This Week in Psychedelics

Awakn Life Sciences to begin feasibility study for MDMA oral tablets; Algernon to begin study treating stroke victims with DMT; and does microdosing impact meditation?

September 16, 2022

This Week...

On Monday, Awakn Life Sciences announced that it signed a drug development deal with Catalent for an orally disintegrating tablet to conduct feasibility studies to improve differentiation of its MDMA program. Catalent is a global provider of delivery technologies, development, drug manufacturing, biologics, gene therapies and consumer health products. It employs more than 14,000 people, including approximately 2,400 scientists and technicians, and did $4 billion in revenue last year. Here’s more:

Also on Monday, Algernon Pharmaceuticals announced that it received approval to conduct a Phase 1 clinical study of an intravenous formulation of AP-188 (“N,N-dimethyl tryptamine” or “DMT”) for the treatment of stroke in the Netherlands from the Stichting Beoordeling Ethiek Biomedisch Onderzoek, an independent Medical Research Ethics Committee. The trial will be conducted at the Center for Human Drug Research (“CHDR”) in Leiden. Here’s more:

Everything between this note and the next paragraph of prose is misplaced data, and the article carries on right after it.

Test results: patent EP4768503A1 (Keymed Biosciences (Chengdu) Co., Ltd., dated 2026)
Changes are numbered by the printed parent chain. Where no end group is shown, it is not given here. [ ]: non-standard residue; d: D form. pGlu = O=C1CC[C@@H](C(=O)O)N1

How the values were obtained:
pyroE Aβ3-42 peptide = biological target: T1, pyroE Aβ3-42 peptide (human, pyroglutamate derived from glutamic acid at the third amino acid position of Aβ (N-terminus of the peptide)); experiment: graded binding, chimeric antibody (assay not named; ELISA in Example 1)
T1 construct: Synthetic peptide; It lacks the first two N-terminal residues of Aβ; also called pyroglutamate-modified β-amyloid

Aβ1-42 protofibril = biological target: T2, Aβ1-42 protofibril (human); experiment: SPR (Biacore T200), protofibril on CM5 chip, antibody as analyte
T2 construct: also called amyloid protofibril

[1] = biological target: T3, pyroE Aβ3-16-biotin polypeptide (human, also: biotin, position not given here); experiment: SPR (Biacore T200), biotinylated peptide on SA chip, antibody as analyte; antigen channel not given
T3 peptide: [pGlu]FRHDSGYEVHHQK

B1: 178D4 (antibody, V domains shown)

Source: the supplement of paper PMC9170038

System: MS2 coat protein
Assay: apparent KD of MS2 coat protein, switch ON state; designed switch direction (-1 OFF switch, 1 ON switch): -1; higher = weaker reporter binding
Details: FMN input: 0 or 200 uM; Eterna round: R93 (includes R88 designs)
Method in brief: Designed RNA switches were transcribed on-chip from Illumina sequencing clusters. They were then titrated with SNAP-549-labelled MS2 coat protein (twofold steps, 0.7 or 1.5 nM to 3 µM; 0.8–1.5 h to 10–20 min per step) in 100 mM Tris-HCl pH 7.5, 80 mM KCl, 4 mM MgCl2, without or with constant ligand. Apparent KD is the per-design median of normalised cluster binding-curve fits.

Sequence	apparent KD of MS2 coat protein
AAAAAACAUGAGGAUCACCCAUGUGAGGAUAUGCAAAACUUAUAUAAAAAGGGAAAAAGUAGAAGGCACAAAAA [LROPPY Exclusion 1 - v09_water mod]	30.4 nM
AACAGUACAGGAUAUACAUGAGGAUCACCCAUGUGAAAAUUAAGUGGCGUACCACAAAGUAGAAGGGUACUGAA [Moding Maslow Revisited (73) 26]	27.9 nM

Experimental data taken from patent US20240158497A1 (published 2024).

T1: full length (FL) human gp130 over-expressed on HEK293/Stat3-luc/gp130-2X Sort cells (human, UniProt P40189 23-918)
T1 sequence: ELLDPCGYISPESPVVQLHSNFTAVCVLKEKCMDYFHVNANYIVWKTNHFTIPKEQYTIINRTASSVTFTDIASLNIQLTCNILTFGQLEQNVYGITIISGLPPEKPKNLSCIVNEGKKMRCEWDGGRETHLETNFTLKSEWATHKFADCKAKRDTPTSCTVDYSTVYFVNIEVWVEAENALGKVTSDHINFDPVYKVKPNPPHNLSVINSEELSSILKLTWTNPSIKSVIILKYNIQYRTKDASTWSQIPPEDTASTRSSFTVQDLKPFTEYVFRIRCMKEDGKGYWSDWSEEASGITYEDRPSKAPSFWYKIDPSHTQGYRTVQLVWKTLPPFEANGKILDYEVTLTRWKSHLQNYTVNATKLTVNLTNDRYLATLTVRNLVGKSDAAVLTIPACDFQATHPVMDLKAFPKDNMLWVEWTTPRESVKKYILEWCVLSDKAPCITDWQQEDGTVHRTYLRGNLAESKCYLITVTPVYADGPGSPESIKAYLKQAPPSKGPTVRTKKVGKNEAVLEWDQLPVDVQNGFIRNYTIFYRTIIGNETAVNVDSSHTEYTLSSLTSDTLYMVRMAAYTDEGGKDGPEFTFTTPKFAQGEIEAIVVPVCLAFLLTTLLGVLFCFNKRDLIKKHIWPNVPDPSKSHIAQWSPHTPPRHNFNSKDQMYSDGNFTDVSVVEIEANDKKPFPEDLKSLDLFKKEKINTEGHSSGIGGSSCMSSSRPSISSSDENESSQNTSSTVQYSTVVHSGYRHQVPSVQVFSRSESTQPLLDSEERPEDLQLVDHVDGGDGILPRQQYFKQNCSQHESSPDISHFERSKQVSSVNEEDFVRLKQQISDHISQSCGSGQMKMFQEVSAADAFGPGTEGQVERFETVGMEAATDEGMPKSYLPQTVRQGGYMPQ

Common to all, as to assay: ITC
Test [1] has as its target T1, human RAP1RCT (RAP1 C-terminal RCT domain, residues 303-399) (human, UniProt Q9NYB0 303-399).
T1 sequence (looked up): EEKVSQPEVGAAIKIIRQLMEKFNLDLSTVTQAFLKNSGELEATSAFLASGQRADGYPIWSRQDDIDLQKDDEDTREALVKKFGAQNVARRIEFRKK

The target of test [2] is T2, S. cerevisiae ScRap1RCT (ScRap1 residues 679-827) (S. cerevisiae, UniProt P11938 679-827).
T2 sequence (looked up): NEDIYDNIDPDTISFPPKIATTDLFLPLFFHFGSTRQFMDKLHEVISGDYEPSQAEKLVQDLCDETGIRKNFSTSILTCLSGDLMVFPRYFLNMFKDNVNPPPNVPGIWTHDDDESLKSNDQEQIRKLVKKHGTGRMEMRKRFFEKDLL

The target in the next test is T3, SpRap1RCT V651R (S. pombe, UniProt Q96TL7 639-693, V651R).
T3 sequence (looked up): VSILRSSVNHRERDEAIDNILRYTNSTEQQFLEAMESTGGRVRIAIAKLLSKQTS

Can microdosing affect meditation? Well, the Beckley Foundation is about to find out as it prepares to launch a new study observing how meditation skills evolve over three months of regular meditation practice and whether, how, and for whom microdosing may impact these skills. And if you’re interested, you may be able to participate in the study. Click here for more:

Did You Know?

Did you know that the Sonoran Desert toad isn’t the only psychedelic amphibian?

Secretions from the Sonoran Desert toad, also known as the Colorado River toad, contain 5-MeO-DMT, and are becoming an increasingly sought after substance among psychedelics users, leading to conservation (not to mention ethical) concerns.

But the toad isn’t the only mind-altering amphibian. A tree frog native to the Amazon, Phyllomedusa bicolor, secretes a substance known as Kambô. Though the secretion contains nothing that “would fall into the category of a classic psychedelic,” humans applying it to their own skin reportedly experience potent physiological and psychological effects that can last for days.

You can read more about Kambô here.